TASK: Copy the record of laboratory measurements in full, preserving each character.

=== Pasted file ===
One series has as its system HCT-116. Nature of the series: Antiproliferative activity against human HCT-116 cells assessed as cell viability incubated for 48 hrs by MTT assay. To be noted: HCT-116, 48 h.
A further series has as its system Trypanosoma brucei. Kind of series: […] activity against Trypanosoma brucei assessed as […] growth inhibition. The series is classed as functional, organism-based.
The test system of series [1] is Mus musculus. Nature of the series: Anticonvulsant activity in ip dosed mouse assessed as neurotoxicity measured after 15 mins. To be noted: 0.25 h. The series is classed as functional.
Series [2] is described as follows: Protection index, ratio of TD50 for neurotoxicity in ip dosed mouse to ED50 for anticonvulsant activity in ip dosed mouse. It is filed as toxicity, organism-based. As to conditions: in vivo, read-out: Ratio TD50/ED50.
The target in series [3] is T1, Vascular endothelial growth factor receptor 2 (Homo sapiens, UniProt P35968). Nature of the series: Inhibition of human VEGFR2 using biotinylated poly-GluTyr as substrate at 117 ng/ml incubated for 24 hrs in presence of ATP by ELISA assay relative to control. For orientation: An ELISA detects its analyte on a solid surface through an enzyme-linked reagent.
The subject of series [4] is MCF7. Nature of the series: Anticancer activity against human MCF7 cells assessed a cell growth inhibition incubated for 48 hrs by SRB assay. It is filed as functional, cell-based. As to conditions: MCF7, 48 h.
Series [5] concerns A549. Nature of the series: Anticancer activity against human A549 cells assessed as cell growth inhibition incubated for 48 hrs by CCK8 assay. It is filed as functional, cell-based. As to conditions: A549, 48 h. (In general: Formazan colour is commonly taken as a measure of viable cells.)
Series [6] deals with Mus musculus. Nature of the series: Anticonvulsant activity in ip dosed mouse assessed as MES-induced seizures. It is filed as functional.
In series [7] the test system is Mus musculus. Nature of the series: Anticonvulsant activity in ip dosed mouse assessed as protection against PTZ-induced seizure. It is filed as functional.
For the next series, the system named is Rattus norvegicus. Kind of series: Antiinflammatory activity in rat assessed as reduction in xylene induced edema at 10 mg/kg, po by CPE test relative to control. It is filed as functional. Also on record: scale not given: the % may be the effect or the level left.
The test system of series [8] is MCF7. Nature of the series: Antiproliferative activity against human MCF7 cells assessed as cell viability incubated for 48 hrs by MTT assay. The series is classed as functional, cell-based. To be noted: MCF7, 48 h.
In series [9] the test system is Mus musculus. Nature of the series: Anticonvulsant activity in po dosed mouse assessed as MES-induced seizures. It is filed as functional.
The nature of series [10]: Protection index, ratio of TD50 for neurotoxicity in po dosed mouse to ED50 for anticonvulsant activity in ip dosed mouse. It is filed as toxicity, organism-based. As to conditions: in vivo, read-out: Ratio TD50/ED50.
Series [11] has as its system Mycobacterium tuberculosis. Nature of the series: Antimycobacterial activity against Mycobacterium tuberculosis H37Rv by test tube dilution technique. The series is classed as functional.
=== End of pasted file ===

One series has as its system HCT-116. Nature of the series: Antiproliferative activity against human HCT-116 cells assessed as cell viability incubated for 48 hrs by MTT assay. To be noted: HCT-116, 48 h.
A further series has as its system Trypanosoma brucei. Kind of series: […] activity against Trypanosoma brucei assessed as […] growth inhibition. The series is classed as functional, organism-based.
The test system of series [1] is Mus musculus. Nature of the series: Anticonvulsant activity in ip dosed mouse assessed as neurotoxicity measured after 15 mins. To be noted: 0.25 h. The series is classed as functional.
Series [2] is described as follows: Protection index, ratio of TD50 for neurotoxicity in ip dosed mouse to ED50 for anticonvulsant activity in ip dosed mouse. It is filed as toxicity, organism-based. As to conditions: in vivo, read-out: Ratio TD50/ED50.
The target in series [3] is T1, Vascular endothelial growth factor receptor 2 (Homo sapiens, UniProt P35968). Nature of the series: Inhibition of human VEGFR2 using biotinylated poly-GluTyr as substrate at 117 ng/ml incubated for 24 hrs in presence of ATP by ELISA assay relative to control. For orientation: An ELISA detects its analyte on a solid surface through an enzyme-linked reagent.
The subject of series [4] is MCF7. Nature of the series: Anticancer activity against human MCF7 cells assessed a cell growth inhibition incubated for 48 hrs by SRB assay. It is filed as functional, cell-based. As to conditions: MCF7, 48 h.
Series [5] concerns A549. Nature of the series: Anticancer activity against human A549 cells assessed as cell growth inhibition incubated for 48 hrs by CCK8 assay. It is filed as functional, cell-based. As to conditions: A549, 48 h. (In general: Formazan colour is commonly taken as a measure of viable cells.)
Series [6] deals with Mus musculus. Nature of the series: Anticonvulsant activity in ip dosed mouse assessed as MES-induced seizures. It is filed as functional.
In series [7] the test system is Mus musculus. Nature of the series: Anticonvulsant activity in ip dosed mouse assessed as protection against PTZ-induced seizure. It is filed as functional.
For the next series, the system named is Rattus norvegicus. Kind of series: Antiinflammatory activity in rat assessed as reduction in xylene induced edema at 10 mg/kg, po by CPE test relative to control. It is filed as functional. Also on record: scale not given: the % may be the effect or the level left.
The test system of series [8] is MCF7. Nature of the series: Antiproliferative activity against human MCF7 cells assessed as cell viability incubated for 48 hrs by MTT assay. The series is classed as functional, cell-based. To be noted: MCF7, 48 h.
In series [9] the test system is Mus musculus. Nature of the series: Anticonvulsant activity in po dosed mouse assessed as MES-induced seizures. It is filed as functional.
The nature of series [10]: Protection index, ratio of TD50 for neurotoxicity in po dosed mouse to ED50 for anticonvulsant activity in ip dosed mouse. It is filed as toxicity, organism-based. As to conditions: in vivo, read-out: Ratio TD50/ED50.
Series [11] has as its system Mycobacterium tuberculosis. Nature of the series: Antimycobacterial activity against Mycobacterium tuberculosis H37Rv by test tube dilution technique. The series is classed as functional.